The pricing of U.S. IPOs by seasoned foreign firms

Timothy Burch, Larry Fauver

Research output: Contribution to journalArticle

2 Citations (Scopus)

Abstract

We examine the pricing of U.S. initial public offerings (IPOs) by foreign firms that are already seasoned in their domestic countries. Presumably, these equity offers have less downside risk for investors than typical IPOs since domestic share prices can be used to help establish a preoffer value for the firm's equity. In spite of the presumed diminished downside risk, we find that offers by firms from countries that impose foreign ownership restrictions and capital controls are on average underpriced, experiencing an average first-day return in the United States of 12.7%. This result stems in part from the underwriter's failure to price the issue to fully reflect the postoffer premium that often arises for the U.S. shares. In contrast, offers by firms from countries without ownership restrictions have an average first-day return of 0.0%.

Original languageEnglish (US)
Pages (from-to)345-362
Number of pages18
JournalReview of Financial Economics
Volume12
Issue number4
DOIs
StatePublished - Jan 1 2003

Fingerprint

Initial public offerings
Pricing
Foreign firms
Downside risk
Equity
Ownership
Investors
Underwriters
Share prices
Foreign ownership
Premium
Capital controls

Keywords

  • Foreign equity offers
  • IPOs
  • Ownership restrictions

ASJC Scopus subject areas

  • Finance
  • Economics and Econometrics

Cite this

The pricing of U.S. IPOs by seasoned foreign firms. / Burch, Timothy; Fauver, Larry.

In: Review of Financial Economics, Vol. 12, No. 4, 01.01.2003, p. 345-362.

Research output: Contribution to journalArticle

Burch, Timothy ; Fauver, Larry. / The pricing of U.S. IPOs by seasoned foreign firms. In: Review of Financial Economics. 2003 ; Vol. 12, No. 4. pp. 345-362.
@article{2b0a0854f71c40dfb773aac65ff481e0,
title = "The pricing of U.S. IPOs by seasoned foreign firms",
abstract = "We examine the pricing of U.S. initial public offerings (IPOs) by foreign firms that are already seasoned in their domestic countries. Presumably, these equity offers have less downside risk for investors than typical IPOs since domestic share prices can be used to help establish a preoffer value for the firm's equity. In spite of the presumed diminished downside risk, we find that offers by firms from countries that impose foreign ownership restrictions and capital controls are on average underpriced, experiencing an average first-day return in the United States of 12.7{\%}. This result stems in part from the underwriter's failure to price the issue to fully reflect the postoffer premium that often arises for the U.S. shares. In contrast, offers by firms from countries without ownership restrictions have an average first-day return of 0.0{\%}.",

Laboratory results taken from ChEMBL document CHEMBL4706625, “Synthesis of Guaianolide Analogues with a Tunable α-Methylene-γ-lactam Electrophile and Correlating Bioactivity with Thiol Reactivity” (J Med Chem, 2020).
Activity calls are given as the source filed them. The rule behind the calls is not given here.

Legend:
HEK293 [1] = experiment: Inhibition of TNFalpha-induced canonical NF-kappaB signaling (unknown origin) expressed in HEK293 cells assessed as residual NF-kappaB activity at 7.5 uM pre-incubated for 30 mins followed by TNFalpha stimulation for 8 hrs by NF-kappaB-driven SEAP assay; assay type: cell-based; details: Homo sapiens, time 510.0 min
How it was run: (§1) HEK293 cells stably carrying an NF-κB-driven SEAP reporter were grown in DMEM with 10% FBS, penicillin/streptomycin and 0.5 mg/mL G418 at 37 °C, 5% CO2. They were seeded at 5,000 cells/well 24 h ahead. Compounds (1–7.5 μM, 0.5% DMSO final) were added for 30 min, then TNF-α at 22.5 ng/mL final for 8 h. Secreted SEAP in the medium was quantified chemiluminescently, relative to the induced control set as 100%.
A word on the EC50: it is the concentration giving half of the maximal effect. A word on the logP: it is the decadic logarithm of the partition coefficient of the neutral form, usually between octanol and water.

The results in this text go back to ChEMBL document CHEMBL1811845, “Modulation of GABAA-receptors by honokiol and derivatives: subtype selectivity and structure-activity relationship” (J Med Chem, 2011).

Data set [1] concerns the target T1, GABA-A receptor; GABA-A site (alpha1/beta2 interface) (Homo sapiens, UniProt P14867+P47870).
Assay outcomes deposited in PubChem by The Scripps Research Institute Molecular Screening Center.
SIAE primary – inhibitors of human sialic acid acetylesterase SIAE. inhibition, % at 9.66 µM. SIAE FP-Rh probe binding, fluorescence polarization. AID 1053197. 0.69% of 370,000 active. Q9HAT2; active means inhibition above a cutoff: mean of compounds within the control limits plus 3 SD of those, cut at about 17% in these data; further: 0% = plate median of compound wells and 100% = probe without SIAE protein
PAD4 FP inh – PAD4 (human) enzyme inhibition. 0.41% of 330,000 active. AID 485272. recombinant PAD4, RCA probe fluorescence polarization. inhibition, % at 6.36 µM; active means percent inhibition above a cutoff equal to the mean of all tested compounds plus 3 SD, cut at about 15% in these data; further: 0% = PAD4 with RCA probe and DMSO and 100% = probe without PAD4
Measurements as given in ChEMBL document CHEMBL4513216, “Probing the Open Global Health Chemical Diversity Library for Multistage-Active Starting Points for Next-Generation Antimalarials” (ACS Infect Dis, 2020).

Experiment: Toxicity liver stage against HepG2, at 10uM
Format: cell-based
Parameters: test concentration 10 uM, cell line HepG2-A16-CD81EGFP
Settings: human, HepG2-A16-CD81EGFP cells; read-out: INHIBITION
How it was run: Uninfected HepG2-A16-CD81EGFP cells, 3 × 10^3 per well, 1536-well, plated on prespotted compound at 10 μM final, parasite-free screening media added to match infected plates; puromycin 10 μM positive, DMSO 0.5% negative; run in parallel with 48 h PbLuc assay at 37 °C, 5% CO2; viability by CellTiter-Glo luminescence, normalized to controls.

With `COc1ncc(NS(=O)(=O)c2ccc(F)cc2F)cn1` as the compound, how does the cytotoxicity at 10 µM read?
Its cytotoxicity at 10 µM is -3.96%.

keywords = "Foreign equity offers, IPOs, Ownership restrictions",
author = "Timothy Burch and Larry Fauver",
year = "2003",
month = "1",
day = "1",
doi = "10.1016/S1058-3300(03)00037-5",
language = "English (US)",
volume = "12",
pages = "345--362",
journal = "Review of Financial Economics",
issn = "1058-3300",
publisher = "Elsevier Inc.",
number = "4",

}

TY - JOUR

T1 - The pricing of U.S. IPOs by seasoned foreign firms

AU - Burch, Timothy

AU - Fauver, Larry

PY - 2003/1/1

Y1 - 2003/1/1

N2 - We examine the pricing of U.S. initial public offerings (IPOs) by foreign firms that are already seasoned in their domestic countries. Presumably, these equity offers have less downside risk for investors than typical IPOs since domestic share prices can be used to help establish a preoffer value for the firm's equity. In spite of the presumed diminished downside risk, we find that offers by firms from countries that impose foreign ownership restrictions and capital controls are on average underpriced, experiencing an average first-day return in the United States of 12.7%. This result stems in part from the underwriter's failure to price the issue to fully reflect the postoffer premium that often arises for the U.S. shares. In contrast, offers by firms from countries without ownership restrictions have an average first-day return of 0.0%.

AB - We examine the pricing of U.S. initial public offerings (IPOs) by foreign firms that are already seasoned in their domestic countries. Presumably, these equity offers have less downside risk for investors than typical IPOs since domestic share prices can be used to help establish a preoffer value for the firm's equity. In spite of the presumed diminished downside risk, we find that offers by firms from countries that impose foreign ownership restrictions and capital controls are on average underpriced, experiencing an average first-day return in the United States of 12.7%. This result stems in part from the underwriter's failure to price the issue to fully reflect the postoffer premium that often arises for the U.S. shares. In contrast, offers by firms from countries without ownership restrictions have an average first-day return of 0.0%.

KW - Foreign equity offers

KW - IPOs

KW - Ownership restrictions

UR - http://www.scopus.com/inward/record.url?scp=0242636756&partnerID=8YFLogxK

UR - http://www.scopus.com/inward/citedby.url?scp=0242636756&partnerID=8YFLogxK

U2 - 10.1016/S1058-3300(03)00037-5

DO - 10.1016/S1058-3300(03)00037-5

M3 - Article

AN - SCOPUS:0242636756

VL - 12

SP - 345

EP - 362

JO - Review of Financial Economics

JF - Review of Financial Economics

SN - 1058-3300

IS - 4

ER -